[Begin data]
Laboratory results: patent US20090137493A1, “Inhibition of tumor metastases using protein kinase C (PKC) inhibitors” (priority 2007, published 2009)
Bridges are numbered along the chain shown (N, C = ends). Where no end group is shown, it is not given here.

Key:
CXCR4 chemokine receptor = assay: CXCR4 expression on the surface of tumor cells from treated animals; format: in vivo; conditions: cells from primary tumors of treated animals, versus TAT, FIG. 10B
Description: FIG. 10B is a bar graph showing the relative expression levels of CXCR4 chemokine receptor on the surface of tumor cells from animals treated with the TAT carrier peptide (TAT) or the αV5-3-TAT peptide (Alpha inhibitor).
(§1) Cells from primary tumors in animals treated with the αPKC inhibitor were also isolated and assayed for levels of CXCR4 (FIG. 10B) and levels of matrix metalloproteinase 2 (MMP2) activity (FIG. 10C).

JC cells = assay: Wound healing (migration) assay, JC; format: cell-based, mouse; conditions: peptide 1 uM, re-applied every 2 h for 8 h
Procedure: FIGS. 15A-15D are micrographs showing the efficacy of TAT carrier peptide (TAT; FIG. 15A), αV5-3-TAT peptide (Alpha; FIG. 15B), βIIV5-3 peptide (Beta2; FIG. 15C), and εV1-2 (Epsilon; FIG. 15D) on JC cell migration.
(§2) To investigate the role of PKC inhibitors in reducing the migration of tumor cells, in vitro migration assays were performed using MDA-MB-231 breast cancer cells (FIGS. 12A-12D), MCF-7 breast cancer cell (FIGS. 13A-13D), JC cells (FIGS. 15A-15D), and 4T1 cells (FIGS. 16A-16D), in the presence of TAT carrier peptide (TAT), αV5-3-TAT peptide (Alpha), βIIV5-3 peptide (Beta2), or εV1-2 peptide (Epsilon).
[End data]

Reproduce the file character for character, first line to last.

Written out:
Laboratory results: patent US20090137493A1, “Inhibition of tumor metastases using protein kinase C (PKC) inhibitors” (priority 2007, published 2009)
Bridges are numbered along the chain shown (N, C = ends). Where no end group is shown, it is not given here.

Key:
CXCR4 chemokine receptor = assay: CXCR4 expression on the surface of tumor cells from treated animals; format: in vivo; conditions: cells from primary tumors of treated animals, versus TAT, FIG. 10B
Description: FIG. 10B is a bar graph showing the relative expression levels of CXCR4 chemokine receptor on the surface of tumor cells from animals treated with the TAT carrier peptide (TAT) or the αV5-3-TAT peptide (Alpha inhibitor).
(§1) Cells from primary tumors in animals treated with the αPKC inhibitor were also isolated and assayed for levels of CXCR4 (FIG. 10B) and levels of matrix metalloproteinase 2 (MMP2) activity (FIG. 10C).

JC cells = assay: Wound healing (migration) assay, JC; format: cell-based, mouse; conditions: peptide 1 uM, re-applied every 2 h for 8 h
Procedure: FIGS. 15A-15D are micrographs showing the efficacy of TAT carrier peptide (TAT; FIG. 15A), αV5-3-TAT peptide (Alpha; FIG. 15B), βIIV5-3 peptide (Beta2; FIG. 15C), and εV1-2 (Epsilon; FIG. 15D) on JC cell migration.
(§2) To investigate the role of PKC inhibitors in reducing the migration of tumor cells, in vitro migration assays were performed using MDA-MB-231 breast cancer cells (FIGS. 12A-12D), MCF-7 breast cancer cell (FIGS. 13A-13D), JC cells (FIGS. 15A-15D), and 4T1 cells (FIGS. 16A-16D), in the presence of TAT carrier peptide (TAT), αV5-3-TAT peptide (Alpha), βIIV5-3 peptide (Beta2), or εV1-2 peptide (Epsilon).